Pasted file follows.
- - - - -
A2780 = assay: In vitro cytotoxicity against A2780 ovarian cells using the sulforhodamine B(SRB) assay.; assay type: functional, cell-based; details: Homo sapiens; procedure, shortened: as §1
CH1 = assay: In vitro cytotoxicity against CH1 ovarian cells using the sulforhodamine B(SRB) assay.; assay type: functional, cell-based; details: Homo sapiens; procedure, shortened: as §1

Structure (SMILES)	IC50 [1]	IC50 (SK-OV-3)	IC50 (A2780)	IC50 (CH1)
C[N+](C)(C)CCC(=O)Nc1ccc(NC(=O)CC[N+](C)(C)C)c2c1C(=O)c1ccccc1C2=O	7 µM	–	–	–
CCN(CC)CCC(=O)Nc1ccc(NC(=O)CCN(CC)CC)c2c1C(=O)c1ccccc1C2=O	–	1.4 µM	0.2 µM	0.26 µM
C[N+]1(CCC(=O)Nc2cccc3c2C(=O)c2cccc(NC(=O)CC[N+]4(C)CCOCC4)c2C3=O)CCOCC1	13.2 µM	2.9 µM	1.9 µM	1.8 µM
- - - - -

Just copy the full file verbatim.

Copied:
A2780 = assay: In vitro cytotoxicity against A2780 ovarian cells using the sulforhodamine B(SRB) assay.; assay type: functional, cell-based; details: Homo sapiens; procedure, shortened: as §1
CH1 = assay: In vitro cytotoxicity against CH1 ovarian cells using the sulforhodamine B(SRB) assay.; assay type: functional, cell-based; details: Homo sapiens; procedure, shortened: as §1

Structure (SMILES)	IC50 [1]	IC50 (SK-OV-3)	IC50 (A2780)	IC50 (CH1)
C[N+](C)(C)CCC(=O)Nc1ccc(NC(=O)CC[N+](C)(C)C)c2c1C(=O)c1ccccc1C2=O	7 µM	–	–	–
CCN(CC)CCC(=O)Nc1ccc(NC(=O)CCN(CC)CC)c2c1C(=O)c1ccccc1C2=O	–	1.4 µM	0.2 µM	0.26 µM
C[N+]1(CCC(=O)Nc2cccc3c2C(=O)c2cccc(NC(=O)CC[N+]4(C)CCOCC4)c2C3=O)CCOCC1	13.2 µM	2.9 µM	1.9 µM	1.8 µM